Mitochondria are believed to be involved in human aging and mitochondrial dysfunction is now recognized as being at the core of virtually all disease states. Our mitochondria produce energy (known as ATP). These energy-producing powerhouses are found in most all cells, including those cells that make up your brain, heart, skeletal muscle, and liver. The body’s mitochondria make up ten percent of total body weight.
Certainly, loss of energy is one of the most common signs of aging and disease. Fatigue may be a sign your mitochondria are unable to keep up with your body’s energy demands. And this is when we may begin to feel the “bottom fall out”.
So, if you’re feeling old and weary before your time, here are a few tips to jump start your mitochondria:
- First and foremost, follow a nutritionally ketogenic food plan – a ketogenic diet calls for eliminating all but non-starchy vegetable carbohydrates (non-starchy vegetables include broccoli, kale, spinach, and celery) and replacing them with healthy fats and high-quality protein. When you eat this way, you convert your body’s carb burning mode to a fat burning one. This diet will significantly reduce inflammation in your body, as well as help to optimize your weight.
- Eat less – animal studies have shown that caloric restriction extends lifespan and population studies suggest that this holds true for humans, too. In the case of intermittent fasting, you keep your eating to a window of six to eight hours in a day. In other words, you can choose between having breakfast and lunch, or lunch and dinner, but avoid having both breakfast and dinner. Dinner should always be eaten at least three hours before going to bed. When you cut back on food consumption, fewer demands are made on your mitochondria. During a fast, malfunctioning mitochondria are destroyed, eliminating unwanted debris and certain proteins that no longer serve a purpose.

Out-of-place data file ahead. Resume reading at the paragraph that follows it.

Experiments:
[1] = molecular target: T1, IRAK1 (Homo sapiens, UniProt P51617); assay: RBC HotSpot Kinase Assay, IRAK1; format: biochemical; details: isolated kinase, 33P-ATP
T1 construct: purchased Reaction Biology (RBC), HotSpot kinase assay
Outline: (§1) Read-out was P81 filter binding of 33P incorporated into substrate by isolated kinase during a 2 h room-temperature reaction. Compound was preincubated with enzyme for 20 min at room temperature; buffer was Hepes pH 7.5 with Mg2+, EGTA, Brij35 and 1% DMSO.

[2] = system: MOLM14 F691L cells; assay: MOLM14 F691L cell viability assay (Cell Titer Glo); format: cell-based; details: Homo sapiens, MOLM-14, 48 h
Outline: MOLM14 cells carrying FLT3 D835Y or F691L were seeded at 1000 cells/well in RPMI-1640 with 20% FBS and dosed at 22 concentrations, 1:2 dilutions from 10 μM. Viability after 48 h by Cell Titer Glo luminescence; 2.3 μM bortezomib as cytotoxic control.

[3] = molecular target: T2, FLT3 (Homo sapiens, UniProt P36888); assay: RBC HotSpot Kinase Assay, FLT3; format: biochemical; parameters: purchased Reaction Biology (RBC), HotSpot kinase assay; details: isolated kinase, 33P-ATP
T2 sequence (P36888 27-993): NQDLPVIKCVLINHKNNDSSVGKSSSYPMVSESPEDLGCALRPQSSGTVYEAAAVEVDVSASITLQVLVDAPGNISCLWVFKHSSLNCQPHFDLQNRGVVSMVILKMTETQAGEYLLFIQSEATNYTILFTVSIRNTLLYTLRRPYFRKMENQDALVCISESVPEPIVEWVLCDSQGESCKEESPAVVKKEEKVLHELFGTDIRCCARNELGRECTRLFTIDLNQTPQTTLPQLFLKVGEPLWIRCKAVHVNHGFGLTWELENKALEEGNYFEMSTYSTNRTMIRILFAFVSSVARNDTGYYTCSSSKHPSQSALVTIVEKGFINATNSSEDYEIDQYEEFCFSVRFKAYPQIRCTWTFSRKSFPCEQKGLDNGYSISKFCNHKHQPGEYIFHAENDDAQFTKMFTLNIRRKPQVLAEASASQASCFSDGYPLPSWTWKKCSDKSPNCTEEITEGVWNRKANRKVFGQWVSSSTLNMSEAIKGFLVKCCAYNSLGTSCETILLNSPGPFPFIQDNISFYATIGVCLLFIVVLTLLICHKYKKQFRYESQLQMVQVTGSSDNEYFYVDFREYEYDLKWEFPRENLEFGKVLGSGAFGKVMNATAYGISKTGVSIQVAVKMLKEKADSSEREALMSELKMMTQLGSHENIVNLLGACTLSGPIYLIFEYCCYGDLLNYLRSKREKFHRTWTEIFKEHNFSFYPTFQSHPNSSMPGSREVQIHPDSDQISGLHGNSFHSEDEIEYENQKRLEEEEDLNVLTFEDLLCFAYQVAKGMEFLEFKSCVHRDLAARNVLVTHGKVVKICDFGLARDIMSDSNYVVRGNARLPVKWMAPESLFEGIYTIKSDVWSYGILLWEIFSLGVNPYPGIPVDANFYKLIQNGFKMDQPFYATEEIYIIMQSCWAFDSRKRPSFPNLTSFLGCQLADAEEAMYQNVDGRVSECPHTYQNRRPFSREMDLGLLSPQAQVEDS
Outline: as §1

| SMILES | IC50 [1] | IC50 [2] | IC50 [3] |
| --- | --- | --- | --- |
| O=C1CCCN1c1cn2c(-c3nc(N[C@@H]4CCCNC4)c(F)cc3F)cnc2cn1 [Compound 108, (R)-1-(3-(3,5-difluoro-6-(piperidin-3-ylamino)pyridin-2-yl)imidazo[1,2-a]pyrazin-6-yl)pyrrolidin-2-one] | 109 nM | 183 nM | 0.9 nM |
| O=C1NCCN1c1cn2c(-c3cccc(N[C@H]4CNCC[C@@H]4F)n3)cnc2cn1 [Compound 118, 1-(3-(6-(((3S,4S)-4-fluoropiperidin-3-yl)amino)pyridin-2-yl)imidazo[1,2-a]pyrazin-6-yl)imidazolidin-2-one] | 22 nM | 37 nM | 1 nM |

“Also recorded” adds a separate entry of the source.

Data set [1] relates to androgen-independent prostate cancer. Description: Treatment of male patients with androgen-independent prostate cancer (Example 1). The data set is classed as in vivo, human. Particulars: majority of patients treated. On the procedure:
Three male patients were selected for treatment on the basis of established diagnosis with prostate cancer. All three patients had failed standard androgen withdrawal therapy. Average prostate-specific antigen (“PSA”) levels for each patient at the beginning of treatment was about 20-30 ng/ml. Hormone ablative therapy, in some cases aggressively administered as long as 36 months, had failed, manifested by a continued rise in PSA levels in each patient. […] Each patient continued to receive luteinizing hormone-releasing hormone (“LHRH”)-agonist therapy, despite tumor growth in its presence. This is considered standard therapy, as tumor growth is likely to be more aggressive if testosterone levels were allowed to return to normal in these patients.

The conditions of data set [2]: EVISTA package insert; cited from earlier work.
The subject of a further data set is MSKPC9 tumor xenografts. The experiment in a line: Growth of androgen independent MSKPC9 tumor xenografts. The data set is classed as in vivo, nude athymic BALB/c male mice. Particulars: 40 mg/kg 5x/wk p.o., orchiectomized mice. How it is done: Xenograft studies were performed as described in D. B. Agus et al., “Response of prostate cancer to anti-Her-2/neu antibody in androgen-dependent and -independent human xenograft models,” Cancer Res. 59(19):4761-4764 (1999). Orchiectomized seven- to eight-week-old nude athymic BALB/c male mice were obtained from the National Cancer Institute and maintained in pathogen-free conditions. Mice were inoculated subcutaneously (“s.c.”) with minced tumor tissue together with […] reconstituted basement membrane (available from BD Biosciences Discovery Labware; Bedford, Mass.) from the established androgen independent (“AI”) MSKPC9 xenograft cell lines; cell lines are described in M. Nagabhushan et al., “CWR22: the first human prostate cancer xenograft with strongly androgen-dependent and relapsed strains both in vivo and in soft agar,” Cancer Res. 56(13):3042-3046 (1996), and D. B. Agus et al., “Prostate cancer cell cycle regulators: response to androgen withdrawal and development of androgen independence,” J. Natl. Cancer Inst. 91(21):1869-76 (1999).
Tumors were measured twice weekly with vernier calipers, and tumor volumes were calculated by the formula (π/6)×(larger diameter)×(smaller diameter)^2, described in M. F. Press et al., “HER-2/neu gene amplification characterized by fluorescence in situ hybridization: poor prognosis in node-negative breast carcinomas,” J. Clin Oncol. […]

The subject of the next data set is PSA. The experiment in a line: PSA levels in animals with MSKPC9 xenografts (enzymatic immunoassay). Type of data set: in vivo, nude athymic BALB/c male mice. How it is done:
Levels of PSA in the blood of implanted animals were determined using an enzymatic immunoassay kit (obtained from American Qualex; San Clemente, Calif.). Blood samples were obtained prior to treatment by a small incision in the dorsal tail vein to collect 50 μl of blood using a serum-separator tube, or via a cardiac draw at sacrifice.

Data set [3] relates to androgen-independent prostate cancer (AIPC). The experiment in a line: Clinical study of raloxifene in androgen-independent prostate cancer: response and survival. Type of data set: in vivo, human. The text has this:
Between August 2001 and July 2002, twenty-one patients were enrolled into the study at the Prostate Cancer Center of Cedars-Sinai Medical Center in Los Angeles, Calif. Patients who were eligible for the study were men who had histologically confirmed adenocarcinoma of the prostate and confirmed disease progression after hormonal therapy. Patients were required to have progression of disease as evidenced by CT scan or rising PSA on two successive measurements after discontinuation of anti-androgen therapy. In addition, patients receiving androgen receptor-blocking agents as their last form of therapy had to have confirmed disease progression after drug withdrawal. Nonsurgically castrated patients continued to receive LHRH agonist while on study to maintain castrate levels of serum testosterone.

- Exercise more – the stress of physical exercise tunes up your mitochondria and activates biochemical pathways that stimulate the production of new organelles (tiny structures with specific functions within a single cell), a process known as mitochondria biogenesis. This does not mean over-exercising. Simply engaging in consistent, moderate aerobic activity stimulates your muscle cells to make this adaptation to increased energy demands.
- Take nutritional supplements that mimic the positive effects of exercise and caloric restriction:
- Resveratrol has been shown to protect against cardiovascular and neurodegenerative diseases, enhance antioxidant status, reduce inflammation, and, in animals, extend lifespan and retard age-related deterioration.
- Alpha lipoic acid is also important for promoting mitochondrial biogenesis. ALA is used as a general antioxidant support and to treat and prevent neuropathy and other diabetic complications. It also helps with blood sugar and weight control because it stimulates glucose uptake and increases the burning of fatty acids.
- Coenzyme Q10 is an antioxidant present in all cells and particularly concentrated in the mitochondria. CoQ10 helps to produce energy and protects the mitochondria against free-radical damage.
Following these methods to improve cellular and mitochondrial function will provide you with more energy, slow or reverse signs of aging, and enhance your health and quality of life.